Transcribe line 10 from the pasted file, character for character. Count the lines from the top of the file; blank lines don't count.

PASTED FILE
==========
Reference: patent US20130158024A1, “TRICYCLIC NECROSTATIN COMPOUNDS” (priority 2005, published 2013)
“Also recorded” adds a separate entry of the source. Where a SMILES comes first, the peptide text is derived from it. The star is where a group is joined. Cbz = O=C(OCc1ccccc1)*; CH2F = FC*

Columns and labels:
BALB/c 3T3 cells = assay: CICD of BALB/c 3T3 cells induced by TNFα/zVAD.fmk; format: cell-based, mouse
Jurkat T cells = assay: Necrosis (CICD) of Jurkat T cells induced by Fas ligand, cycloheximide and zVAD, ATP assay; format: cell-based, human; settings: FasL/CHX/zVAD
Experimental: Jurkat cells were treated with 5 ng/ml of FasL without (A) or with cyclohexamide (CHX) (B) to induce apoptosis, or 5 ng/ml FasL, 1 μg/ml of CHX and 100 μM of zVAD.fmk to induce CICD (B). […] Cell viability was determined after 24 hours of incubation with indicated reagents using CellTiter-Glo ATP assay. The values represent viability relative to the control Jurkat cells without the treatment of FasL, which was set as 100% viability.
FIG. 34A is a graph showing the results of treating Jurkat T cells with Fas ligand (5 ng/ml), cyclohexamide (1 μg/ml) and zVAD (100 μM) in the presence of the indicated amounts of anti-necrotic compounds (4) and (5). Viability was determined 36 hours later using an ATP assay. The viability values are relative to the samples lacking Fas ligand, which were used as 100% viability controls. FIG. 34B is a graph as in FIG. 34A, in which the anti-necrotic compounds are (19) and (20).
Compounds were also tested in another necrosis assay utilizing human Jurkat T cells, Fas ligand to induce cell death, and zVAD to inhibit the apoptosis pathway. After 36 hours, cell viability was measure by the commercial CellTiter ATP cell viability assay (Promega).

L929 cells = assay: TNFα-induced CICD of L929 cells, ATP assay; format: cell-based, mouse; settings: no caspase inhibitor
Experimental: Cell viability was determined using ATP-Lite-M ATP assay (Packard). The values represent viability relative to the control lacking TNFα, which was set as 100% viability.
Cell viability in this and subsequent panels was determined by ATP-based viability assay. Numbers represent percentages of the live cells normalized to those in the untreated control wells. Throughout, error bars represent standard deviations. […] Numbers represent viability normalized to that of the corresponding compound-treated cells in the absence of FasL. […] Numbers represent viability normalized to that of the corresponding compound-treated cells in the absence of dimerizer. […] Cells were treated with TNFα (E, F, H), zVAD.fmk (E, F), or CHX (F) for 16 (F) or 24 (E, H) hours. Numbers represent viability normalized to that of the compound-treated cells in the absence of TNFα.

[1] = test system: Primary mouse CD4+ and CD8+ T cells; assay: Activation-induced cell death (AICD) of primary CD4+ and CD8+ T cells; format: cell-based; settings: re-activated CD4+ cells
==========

Experimental: Cell viability was determined using ATP-Lite-M ATP assay (Packard). The values represent viability relative to the control lacking TNFα, which was set as 100% viability.